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Old 01-24-2012, 12:28 AM   #21
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Good call daze. I always just thought MSG was some salt derivative. On wikipedia it says:

"However, the term "natural flavor" is now used by the food industry when using glutamic acid (MSG without the sodium salt attached). Due to lack of FDA regulation, it is impossible to determine what percentage of "natural flavor" is actually glutamic acid."


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Old 01-24-2012, 12:50 AM   #22
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and that is the kicker. To change the name all have to do is slightly change the chemical composition and then the consumer is unaware of what they are actually ingesting. Like I said before it is a "natural flavor" as it comes from kombu which is an edible kelp.

Kind of scary how the food industry can get away with that. With all the public outcry against high fructose corn syrup they modified the process slightly and started calling it "high maltose corn syrup" still the same basic thing as far as our bodies are concerned.

I digress back to the issue at hand it is important to know what is going in to your wine when using store bought juices. I have no idea how "natural flavors" effects yeast or what affect yeast have on it. If it was a sugar, like high fructose corn syrup at least we know what will happen to it, the yeast will break it down just like they would any other sugar so the end result is basically the same, but not being a sugar it may or may not be ingestable by yeast, they may or may not like it, and they may or may not turn it in to something else.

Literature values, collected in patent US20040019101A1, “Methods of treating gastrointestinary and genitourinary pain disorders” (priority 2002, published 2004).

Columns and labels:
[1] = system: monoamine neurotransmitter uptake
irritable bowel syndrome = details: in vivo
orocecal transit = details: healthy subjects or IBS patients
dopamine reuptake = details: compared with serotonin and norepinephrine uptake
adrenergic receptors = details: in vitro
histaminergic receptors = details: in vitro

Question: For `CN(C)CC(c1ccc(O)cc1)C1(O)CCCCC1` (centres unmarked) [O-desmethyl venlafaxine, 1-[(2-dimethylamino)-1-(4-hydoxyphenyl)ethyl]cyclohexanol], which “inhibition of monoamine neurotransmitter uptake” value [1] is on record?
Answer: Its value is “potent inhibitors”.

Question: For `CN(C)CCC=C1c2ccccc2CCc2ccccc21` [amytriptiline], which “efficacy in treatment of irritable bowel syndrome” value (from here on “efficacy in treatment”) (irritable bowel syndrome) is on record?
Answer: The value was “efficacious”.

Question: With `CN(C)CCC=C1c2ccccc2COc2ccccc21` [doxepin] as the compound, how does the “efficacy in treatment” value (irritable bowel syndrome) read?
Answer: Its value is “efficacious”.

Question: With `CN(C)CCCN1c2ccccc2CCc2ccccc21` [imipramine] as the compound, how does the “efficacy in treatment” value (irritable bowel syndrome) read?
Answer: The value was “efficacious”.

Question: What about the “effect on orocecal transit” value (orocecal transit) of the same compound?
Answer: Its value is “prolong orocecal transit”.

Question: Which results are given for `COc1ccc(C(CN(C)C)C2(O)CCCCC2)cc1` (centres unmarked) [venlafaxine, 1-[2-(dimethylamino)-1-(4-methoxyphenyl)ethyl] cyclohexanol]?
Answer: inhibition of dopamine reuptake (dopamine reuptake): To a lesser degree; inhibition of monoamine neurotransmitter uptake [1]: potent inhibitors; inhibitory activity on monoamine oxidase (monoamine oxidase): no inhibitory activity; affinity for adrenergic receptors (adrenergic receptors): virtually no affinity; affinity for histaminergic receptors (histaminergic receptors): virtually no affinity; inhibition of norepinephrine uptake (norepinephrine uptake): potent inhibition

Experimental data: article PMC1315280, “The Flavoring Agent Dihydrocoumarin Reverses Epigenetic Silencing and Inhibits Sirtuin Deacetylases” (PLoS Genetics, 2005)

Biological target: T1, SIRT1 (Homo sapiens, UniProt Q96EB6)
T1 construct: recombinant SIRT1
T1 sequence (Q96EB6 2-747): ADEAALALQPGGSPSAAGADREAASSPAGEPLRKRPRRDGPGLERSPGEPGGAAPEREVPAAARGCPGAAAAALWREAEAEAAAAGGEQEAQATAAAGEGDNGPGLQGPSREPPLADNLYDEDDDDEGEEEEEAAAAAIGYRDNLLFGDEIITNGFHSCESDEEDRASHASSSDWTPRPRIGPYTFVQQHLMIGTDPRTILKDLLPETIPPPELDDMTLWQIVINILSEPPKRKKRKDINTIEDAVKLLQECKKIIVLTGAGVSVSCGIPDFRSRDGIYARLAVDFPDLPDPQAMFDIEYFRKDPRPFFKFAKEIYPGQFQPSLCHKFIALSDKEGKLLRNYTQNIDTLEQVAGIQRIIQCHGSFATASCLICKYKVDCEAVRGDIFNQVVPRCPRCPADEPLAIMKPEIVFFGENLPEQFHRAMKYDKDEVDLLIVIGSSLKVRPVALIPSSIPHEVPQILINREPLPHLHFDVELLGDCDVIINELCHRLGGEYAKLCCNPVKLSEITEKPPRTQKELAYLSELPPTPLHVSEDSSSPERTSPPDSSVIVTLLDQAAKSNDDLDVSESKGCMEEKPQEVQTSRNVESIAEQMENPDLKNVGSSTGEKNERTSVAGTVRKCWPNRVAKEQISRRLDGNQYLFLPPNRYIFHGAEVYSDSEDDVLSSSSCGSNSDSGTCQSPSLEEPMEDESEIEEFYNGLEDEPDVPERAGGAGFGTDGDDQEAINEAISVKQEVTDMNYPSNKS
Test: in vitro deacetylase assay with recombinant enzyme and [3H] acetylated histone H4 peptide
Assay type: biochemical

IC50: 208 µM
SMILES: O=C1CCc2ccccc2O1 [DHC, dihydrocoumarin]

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Old 01-24-2012, 11:33 AM   #23
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Whether or not MSG is involved, you're only getting approximately 8 ounces (25% of 33 ounces) of actual banana in the final product, plus a bunch of water and sugar. So, I would say you will have a slightly more watery cider with a hint of banana flavour MAYBE.
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Old 01-24-2012, 12:21 PM   #24
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Quote:
Originally Posted by Daze View Post
I personally would use fresh bananas. one of the best wines I ever made was banana and brown sugar. I would do the bananas and brow sugar in a primary with just enough apple to cover them then rack them off and add the rest of the cider and let it ferment out. just a thought

Do you have you recipe from this batch? I would like to try it.
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Old 01-24-2012, 04:36 PM   #25
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Quote:
Originally Posted by Pith View Post
Whether or not MSG is involved, you're only getting approximately 8 ounces (25% of 33 ounces) of actual banana in the final product, plus a bunch of water and sugar. So, I would say you will have a slightly more watery cider with a hint of banana flavour MAYBE.
It's possible, the whole point of this was to see what would happen.
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Old 01-25-2012, 11:12 PM   #26
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Update:

So, I racked it to a 2nd carboy today and threw it in the fridge. It is very murky and I'm hoping cold crashing will clear it up a bit. It measured at 1.002.

Smell: It smells like yest and alcohol...that's it...nothing else there...really.

Taste: It tastes sour and tart, with no hint of apple or banana. Mostly a strong flavor of alcohol prevails.
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Old 01-26-2012, 02:11 AM   #27